The use of intoxicants on the Buddhist path has always been a contentious issue.  However, the Buddha’s advice for everyone contained in the 5th Precept is really quite clear and quite simple; if you want to avoid suffering then you should avoid all intoxicants.

"A layman who has chosen to practice this Dhamma 
should not indulge in the drinking of intoxicants. 
He should not drink them nor encourage others to do so; 
realising that it leads to madness. 
Through intoxication foolish people perform evil deeds 
and cause other heedless people to do likewise. 
He should avoid intoxication, this occasion for demerit, 
which stupefies the mind, and is 
the pleasure of foolish people."

[ Buddha : Dhammika Sutta: Dhammika SN:2.14 ]

For addicts, there are many paths that lead to healing, health and wholeness including the approach that is sometimes called ‘Buddhist recovery’ or ‘recovery in a Buddhist context’.

Personal experience informs us that ‘paying attention’ is not the easiest skill to maintain even when sober.  Furthermore, it is difficult – if not impossible – for an ordinary human being to maintain ‘mindfulness’ while under the influence of even small amounts of alcohol or other drugs.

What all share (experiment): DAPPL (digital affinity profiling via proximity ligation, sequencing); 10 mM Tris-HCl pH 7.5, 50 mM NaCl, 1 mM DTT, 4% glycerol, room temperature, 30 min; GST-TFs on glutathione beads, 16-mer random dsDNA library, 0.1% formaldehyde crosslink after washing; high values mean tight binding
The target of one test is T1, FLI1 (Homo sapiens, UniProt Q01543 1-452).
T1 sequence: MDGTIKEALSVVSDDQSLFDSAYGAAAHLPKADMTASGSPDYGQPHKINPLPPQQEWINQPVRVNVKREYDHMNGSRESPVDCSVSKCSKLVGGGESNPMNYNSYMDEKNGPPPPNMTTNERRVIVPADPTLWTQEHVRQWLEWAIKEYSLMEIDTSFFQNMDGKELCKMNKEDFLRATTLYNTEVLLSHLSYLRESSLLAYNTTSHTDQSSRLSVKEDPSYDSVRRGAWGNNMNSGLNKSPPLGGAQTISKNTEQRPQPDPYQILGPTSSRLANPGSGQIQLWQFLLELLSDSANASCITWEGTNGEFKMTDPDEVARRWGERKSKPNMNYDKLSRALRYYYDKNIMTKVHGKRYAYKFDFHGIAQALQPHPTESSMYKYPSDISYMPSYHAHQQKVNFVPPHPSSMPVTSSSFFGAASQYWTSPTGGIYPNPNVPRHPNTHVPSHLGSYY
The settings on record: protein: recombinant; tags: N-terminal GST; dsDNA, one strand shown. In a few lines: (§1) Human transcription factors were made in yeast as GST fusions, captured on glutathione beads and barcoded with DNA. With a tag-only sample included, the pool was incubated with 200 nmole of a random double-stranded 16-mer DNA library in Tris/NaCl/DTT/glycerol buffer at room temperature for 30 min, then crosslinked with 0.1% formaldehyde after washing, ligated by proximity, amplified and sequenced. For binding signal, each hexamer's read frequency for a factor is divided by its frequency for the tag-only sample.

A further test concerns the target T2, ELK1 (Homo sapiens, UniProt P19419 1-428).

For non-addicts the use of intoxicants may simply mean a loss of mental clarity to a lesser or greater degree.  But for an addict ‘in recovery’ the use of any intoxicants – alcohol or other drugs – may significantly increase the chances of relapse.  A small number of cases of relapse will lead to death.

It is the 5th Precept Organisation’s belief that the use of intoxicants during recovery is a hazardous practice that causes further harm to individuals and families; potentially leading to unnecessary and avoidable deaths.

Therefore, it is misleading and dangerous for any individual or organisation to promote or consent to the use of intoxicants as being either ‘Buddhist recovery’ or ‘recovery in a Buddhist context’.  It is by abandoning all intoxicants and intoxication that we gain freedom for ourselves and freedom for all of those around us.

"Furthermore, abandoning the use of intoxicants, 
the disciple of the noble ones abstains from taking 
In doing so, he gives freedom from danger, 
freedom from animosity, freedom from oppression 
to limitless numbers of beings. 
In giving freedom from danger, freedom from animosity, 
freedom from oppression to limitless numbers of beings, 
he gains a share in limitless freedom from danger, 
freedom from animosity, and freedom from oppression."

[ Buddha: Abhisanda Sutta: Rewards AN:8.39 ]

Related resources:

Webpage :  A Discipline of Sobriety – by Bhikkhu Bodhi

Webpage :  Drugs are Darkness – A Poem by Tiffany Jean Little

Webpage :  Abhisanda Sutta: Rewards AN:8.39 – translated from the Pali by Thanissaro Bhikkhu

Webpage :  Dhammika Sutta: Dhammika SN:2.14 – translated from the Pali by John D. Ireland